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«Palindrome», Stuart Woods

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В© 1991

This book is for Dick and Maud Hedger

 

Prologue

Miller was wakened from his doze by a puff of hot air, redolent of freshly cut grass and newly disturbed dogshit. Someone had let in the July night. He tried to lift his head from the examination table, but his stethoscope caught and snapped his head back onto the cushion. He freed himself, swearing under his breath; some unthinking person had disturbed his quiet evening in the Trauma Center Of Piedmont Hospital.

Miller froze when he saw who had opened the door. A young woman-he thought she was young, anywaystood in the hallway, dressed only in khaki shorts and a badly torn T-shirt. Her left hand was partly raised, and she held her elbow tightly against her ribs, making her left breast seem larger than the right, which was exposed. Thick brunette hair spilled down to her shoulders. Her face was nearly unrecognizable as human.

Both eyes were swollen nearly shut, her nose was flattened, and her cheeks were the color of rotting meat. She shuffled forward a step, then stopped. She did not turn her head or speak. Miller got off the table and moved quickly toward her, snagging a gurney as he approached her.

"It's all right," he said, taking her right elbow and steering her onto the stretcher. He turned toward the admitting desk and said emphatically, but not loudly, "Nurse!" A young woman holding a cup of coffee looked up from the desk, then quickly moved toward the gurney.

"In number two," Miller said, pushing the stretcher toward an examination room. Once there, he took a pulse while the nurse worked on a blood pressure. "Pulse is thready, hundred and ten," he said.

"Blood pressure is one twenty over seventy," the nurse recited.

"We need to get her clothes off. Can you move that much?" he asked his new patient.

"No," the woman said, without moving her swollen lips.

"Cut them off," he said to the nurse, who immediately went to work with the scissors.

Miller switched on a tape recorder. "She's got a fist-sized hematoma of the left breast; it's twice the size of the right; multiple bruising of the abdomen; pain in the left chest."

He listened with the stethoscope.

"Both lungs good. Can you lift your left arm?"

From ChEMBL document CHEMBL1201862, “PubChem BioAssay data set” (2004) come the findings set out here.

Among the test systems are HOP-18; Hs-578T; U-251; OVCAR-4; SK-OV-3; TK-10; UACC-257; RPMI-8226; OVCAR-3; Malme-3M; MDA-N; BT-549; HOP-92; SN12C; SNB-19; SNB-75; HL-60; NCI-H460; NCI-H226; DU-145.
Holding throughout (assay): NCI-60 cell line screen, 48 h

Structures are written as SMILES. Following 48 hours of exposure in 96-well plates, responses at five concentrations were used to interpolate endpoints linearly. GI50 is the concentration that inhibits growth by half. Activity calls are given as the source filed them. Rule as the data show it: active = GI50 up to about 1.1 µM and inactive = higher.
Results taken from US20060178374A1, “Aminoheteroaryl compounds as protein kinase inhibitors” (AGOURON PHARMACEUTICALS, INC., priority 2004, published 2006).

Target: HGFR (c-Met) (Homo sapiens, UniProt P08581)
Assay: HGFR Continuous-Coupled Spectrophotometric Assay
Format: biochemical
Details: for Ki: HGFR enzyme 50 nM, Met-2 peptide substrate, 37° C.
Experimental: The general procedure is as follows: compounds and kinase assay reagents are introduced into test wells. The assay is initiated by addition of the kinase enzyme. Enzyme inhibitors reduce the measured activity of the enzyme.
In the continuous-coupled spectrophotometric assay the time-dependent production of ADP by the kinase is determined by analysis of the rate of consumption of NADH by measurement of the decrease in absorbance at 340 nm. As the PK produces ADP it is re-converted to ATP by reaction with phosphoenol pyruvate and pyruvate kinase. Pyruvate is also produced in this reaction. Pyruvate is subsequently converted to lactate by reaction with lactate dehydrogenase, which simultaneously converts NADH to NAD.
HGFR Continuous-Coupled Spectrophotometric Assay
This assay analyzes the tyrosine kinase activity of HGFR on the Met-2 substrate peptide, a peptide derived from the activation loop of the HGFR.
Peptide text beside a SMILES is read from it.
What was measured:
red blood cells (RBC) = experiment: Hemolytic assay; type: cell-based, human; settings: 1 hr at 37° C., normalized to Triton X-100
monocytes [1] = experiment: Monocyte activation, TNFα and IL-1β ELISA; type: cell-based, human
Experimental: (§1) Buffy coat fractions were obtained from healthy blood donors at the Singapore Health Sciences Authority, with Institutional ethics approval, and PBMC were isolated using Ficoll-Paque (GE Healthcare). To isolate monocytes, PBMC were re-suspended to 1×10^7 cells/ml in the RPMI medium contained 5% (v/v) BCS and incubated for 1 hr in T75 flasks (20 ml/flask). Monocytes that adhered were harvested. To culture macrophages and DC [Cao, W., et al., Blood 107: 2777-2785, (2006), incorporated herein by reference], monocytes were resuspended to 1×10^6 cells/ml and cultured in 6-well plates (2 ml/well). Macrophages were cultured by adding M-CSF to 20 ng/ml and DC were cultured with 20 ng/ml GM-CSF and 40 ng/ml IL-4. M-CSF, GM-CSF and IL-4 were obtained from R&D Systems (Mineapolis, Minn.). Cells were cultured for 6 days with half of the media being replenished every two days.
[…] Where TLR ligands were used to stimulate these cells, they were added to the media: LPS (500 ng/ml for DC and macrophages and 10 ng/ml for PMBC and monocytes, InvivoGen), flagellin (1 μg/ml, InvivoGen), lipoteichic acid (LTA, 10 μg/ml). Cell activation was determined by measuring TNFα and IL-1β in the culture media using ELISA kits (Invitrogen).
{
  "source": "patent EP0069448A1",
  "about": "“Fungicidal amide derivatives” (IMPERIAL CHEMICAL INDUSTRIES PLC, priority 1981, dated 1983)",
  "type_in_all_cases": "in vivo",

"No," the woman said. "Hurts."

"Let's get stat chest, facial bone, and skull X rays; I want a CBC, blood typed and crossed; I want four units of whole blood ready. Start an IV with one thousand cc's of normal saline."

While these things happened the woman lay perfectly still. Another nurse came in with a clipboard. "I need to get some information and a history," she said to the woman. "Name?" There was no reply. "Ma'am, can you tell me your name?" Still no reply. "Is she conscious?" the nurse asked Miller.

Miller moved to his patient's head. Gently, he opened her mouth, took hold of her upper teeth and manipulated them. "The maxilla is movable," he said. He bent close to her ear. "Can you hear me?"

"Yes," the woman replied.

"How did this happen? Did someone beat you up?"

"Yes."

"Were you sexually assaulted?" Silence. "What were you beaten with?"

"Fists."

Miller took a deep breath. "Do you know the man who did this?" Silence.

Miller turned to the nurse. "Call the police."

"No!" the woman said with unexpected vehemence. "No."

"The police should be looking for whoever did this to you."

"No."

Miller shook his head at the nurse.

"Car," the woman said.

"Have a look outside," Miller said to a nurse. He conducted a pelvic examination and found vaginal bruising and tenderness. There was semen in her pubic hair, and he took a sample for a slide.

The nurse returned. "There's a Mercedes convertible out there. The motor was running. I parked it." She hung the keys on her clipboard and made a note of the license number. Someone came in with the X rays. Miller clipped them to a light box and peered at the chest.

"Good lungs. Two broken ribs." He looked at the head shots. "Mmmm," he said. "I want a plastic surgeon to see her. Who's got the duty?"

"Griffin," a nurse said.

"No!" the woman on the table said.

"Griffin's good," Miller told her.

"Harry Estes," she said.

"He's good, too. You know him?"

"Yes."

"Can I tell him your name?" The woman said nothing.

Miller went to the desk, looked up a number, and dialed. "Hello?" a sleepy man's voice said.

"Dr. Estes? This is Martin Miller in the Piedmont ER. I've got a woman here I'd like you to see."

"Dammit, I haven't got the duty! Can't you read the list?"

"She asked for you. Says she knows you."

"What's her name?"

"She won't say."

"What's her condition?"


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